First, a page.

534 F.2d 1232
Carr X. JOHNSON, Petitioner-Appellant,
Joseph H. HAVENER, Respondent-Appellee.
United States Court of Appeals,
Argued Feb. 10, 1976.
Decided April 30, 1976.
Rehearing Denied May 28, 1976.
Carr X. Johnson, Marion, Ohio, Paul A. Mancino, Jr., Cleveland, Ohio (Court-appointed CJA), for petitioner-appellant.
William J. Brown, Atty. Gen. of Ohio, Robert D. Doane, Columbus, Ohio, for respondent-appellee.
Before PHILLIPS, Chief Judge, EDWARDS and MILLER,* Circuit Judges.
EDWARDS, Circuit Judge.
Appellant seeks reversal of the judgment of the United States District Court for the Northern District of Ohio, Eastern Division, which, without appointing counsel and without hearing, but after reviewing the state court record, denied his petition for writ of habeas corpus.
Appellant had previously been convicted of first degree murder and sentenced to life imprisonment in the robbery-murder of an insurance salesman in Cleveland, Ohio, in 1972. The undisputed facts in the state court trial record show that the insurance salesman had been assigned to call at appellant's apartment on August 15, 1972, after a phone call from appellant requesting an agent. The agent's charred body, with two bullet holes and with the legs severed from the torso, was found in a swamp in his own burned automobile. Appellant was arrested two days later in a Cleveland hospital (where he had been admitted late in the afternoon of the day of the murder) suffering from first- and second-degree burns over 30% of his body.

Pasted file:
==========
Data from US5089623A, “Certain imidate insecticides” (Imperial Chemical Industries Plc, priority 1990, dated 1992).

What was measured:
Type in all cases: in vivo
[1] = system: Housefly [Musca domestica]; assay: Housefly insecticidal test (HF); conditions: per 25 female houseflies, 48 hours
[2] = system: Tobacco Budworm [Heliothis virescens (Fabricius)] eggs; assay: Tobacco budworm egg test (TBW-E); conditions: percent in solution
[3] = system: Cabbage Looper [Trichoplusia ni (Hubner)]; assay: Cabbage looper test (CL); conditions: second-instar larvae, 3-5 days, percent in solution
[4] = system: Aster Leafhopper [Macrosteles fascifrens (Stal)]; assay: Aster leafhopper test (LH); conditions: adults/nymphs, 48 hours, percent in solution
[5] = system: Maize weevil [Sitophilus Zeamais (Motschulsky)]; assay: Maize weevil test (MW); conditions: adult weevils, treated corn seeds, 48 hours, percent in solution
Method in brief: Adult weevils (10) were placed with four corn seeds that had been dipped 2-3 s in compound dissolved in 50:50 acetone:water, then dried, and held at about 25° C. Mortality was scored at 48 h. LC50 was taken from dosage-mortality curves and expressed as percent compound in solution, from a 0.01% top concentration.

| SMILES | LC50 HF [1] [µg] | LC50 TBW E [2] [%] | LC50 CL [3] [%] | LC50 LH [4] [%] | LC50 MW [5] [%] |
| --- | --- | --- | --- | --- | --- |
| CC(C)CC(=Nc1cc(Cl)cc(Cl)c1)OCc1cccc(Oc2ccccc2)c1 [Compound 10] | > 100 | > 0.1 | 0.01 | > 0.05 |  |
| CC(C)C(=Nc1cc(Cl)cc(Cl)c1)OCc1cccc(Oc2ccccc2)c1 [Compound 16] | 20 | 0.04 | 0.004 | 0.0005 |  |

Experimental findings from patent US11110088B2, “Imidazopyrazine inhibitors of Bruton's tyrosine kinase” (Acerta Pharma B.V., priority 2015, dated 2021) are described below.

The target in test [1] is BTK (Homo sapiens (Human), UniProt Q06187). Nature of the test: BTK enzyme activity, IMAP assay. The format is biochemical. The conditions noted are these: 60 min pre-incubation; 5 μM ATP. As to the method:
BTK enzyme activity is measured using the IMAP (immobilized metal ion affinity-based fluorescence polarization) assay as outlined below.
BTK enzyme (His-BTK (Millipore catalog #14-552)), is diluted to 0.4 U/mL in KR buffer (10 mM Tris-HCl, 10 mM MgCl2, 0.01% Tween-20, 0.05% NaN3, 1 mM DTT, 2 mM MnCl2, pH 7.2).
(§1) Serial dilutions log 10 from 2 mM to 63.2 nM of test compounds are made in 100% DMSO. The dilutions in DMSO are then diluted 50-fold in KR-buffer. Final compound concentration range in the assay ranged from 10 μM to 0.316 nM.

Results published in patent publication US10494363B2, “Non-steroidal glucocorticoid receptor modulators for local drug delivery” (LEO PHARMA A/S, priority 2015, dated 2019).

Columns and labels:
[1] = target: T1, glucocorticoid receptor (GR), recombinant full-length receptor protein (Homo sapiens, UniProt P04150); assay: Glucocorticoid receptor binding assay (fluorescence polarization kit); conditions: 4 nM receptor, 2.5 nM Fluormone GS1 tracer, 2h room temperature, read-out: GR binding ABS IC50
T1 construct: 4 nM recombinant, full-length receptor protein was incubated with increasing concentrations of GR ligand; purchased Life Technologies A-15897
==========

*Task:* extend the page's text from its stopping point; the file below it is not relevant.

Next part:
The police officers who questioned appellant on August 17, 1972, did so after securing the permission of the attending physician. At the state court hearing upon appellant's motion to suppress evidence of his confession, the attending physician testified that appellant was admitted to the hospital at 6:32 on the evening of August 15, 1972, and was "suffering from first- and second-degree burns of the face, neck and both upper limbs and the thighs, an area which involved approximately 30 percent of the surface area, by estimation."
Asked to describe first- and second-degree burns, he testified: "A first-degree burn is one which merely produces a redness of the skin, similar to sunburn. . . . A second-degree burn produces some destruction of the superficial layers of the skin, like blistering; what is commonly known as blistering . . . . (A third-degree burn) (w)ould be total destruction of the skin and underlying tissue."
The attending physician testified to appellant's medication which included morphine sulphate and Demerol on the evening of admission (the 15th) and Demerol on the 16th and 17th. He testified that appellant had made normal progress up to the morning of the 17th when Detective Bolton of the Cleveland Police Department asked permission to see appellant. As to this request the doctor testified:
Q And is it your statement then, that he asked you for permission to see Carr Johnson?
Q And what was your reaction to that? What was your answer to that?
A I was asked if he was in a fit condition to be questioned. I thought he was and I indicated to that effect.
Q In other words, you gave him permission to see Carr Johnson?
Q Was it your opinion at that time that he was capable of being questioned and he was rational?
A I think he was.
Q Had you had any conversation with him on this day in question, August 17th, '72?
A With the patient?
A When I saw him in the morning, he was coherent and he was aware of his surroundings. Didn't appear disoriented in any way that I could ascertain.